Good news for Ocado, which finally announced it first international technology partnership, was overshadowed by the collapse of Palmer & Harvey last night. The food wholesaler that supplied the Costcutter convenience store operator fell into insolvency with the loss of 2,500 jobs, The Financial Times writes. The Guardian adds a further 900 jobs are at risk at the group, which delivers goods to 90,000 grocery and convenience stores, including Tesco, Sainsbury’s and the Costcutter chain. The collapse comes just a month after the company signed an exclusivity agreement with private equity firm Carlyle after months of takeover talks, The Telegraph notes. The deal was conditional on cigarette giants Imperial and Japan Tobacco rolling over loans worth £60m and providing additional funding to keep the business solvent, the paper says. The Times adds that sources close to Carlyle expressed “surprise and disappointment” at the outcome, claiming that it had been hoping to complete a deal right up until it was told of the impending administration at 4pm yesterday.
Ocado’s shares soared more than 25% yesterday morning after the online grocer announced it had finally struck a long-awaited deal to supply its technology to an international partner, The Telegraph writes. A robot-run warehouse, to serve Paris and northwest France, will be built over the coming two years to serve Groupe Casino, The Times adds. The French supermarket’s brands, including Monoprix, will also use Ocado’s digital software. Ocado said it expects the deal to create ‘significant long term value to the business’, adding that other international tie-ups could well be on the cards (The Mail). Finance director Duncan Tatton Brown said Ocado would recoup its investment in the deal from a signing fee and ongoing payments from Casino, which he said would relate to “capacity utilisation“ and would begin in 2019 (The Financial Times). The Telegraph retail editor Ashley Armstrong says that Ocado has finally delivered on deal, but the jury is still out. Lex in The Financial Times adds that questions remain about the valuation of Ocado, less so about the technology now it has signed a deal with Casino.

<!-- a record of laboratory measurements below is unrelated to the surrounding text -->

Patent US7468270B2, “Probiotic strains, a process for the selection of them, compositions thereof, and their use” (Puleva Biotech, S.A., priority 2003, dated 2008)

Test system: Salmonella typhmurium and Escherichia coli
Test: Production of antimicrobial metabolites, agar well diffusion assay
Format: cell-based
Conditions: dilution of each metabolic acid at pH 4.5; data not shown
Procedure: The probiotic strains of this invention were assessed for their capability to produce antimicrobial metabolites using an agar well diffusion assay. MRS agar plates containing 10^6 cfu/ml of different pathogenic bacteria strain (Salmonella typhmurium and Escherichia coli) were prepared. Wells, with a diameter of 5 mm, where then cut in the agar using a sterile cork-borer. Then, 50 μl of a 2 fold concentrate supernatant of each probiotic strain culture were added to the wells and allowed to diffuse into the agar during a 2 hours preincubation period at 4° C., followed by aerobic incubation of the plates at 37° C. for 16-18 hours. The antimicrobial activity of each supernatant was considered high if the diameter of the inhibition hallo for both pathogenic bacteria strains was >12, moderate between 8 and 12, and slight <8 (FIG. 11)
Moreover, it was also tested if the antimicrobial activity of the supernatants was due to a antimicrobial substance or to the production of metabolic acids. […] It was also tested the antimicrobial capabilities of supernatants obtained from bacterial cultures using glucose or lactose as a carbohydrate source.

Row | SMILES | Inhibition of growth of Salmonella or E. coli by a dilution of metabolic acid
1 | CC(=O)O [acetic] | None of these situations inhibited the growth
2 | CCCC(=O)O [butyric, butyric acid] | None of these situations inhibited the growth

The Financial Times also examines Casino’s bet on the shift to home delivery in France with a report from Paris.
Unilever’s board is to delay a decision on whether to choose the UK or the Netherlands for its headquarters on account of political emotions running high in Europe, The Financial Times reports.
The former Pizza Express boss Richard Hodgson will head up the newly expanded YO! Sushi Japanese restaurant business in a move which sees incumbent veteran Robin Rowland move onto the board, (The Telegraph).
UK consumers told to keep apples in fridge as part of wider labelling shake-up, The Guardian reports. Supermarket packaging will carry new logos advising which items can be kept in the fridge, ensuring they last longer and reduce food waste.
Tesco is enhancing its pet gift range to meet demand from pet owners who want to treat their furry friends this Christmas, The Telegraph writes. The supermarket has quadrupled its special Christmas gifts range for pets from 12 items last year to more than 50 this year, as demand for dedicated festive pet gifts over the past two years has soared by 300%.
‘John Lewis defies the gloom to hit Black Friday sales record,’ a headline in the Guardian says. Beauty and electrical products help sales to weekly high of £214.3m, but some warn of discounting’s impact on Christmas period.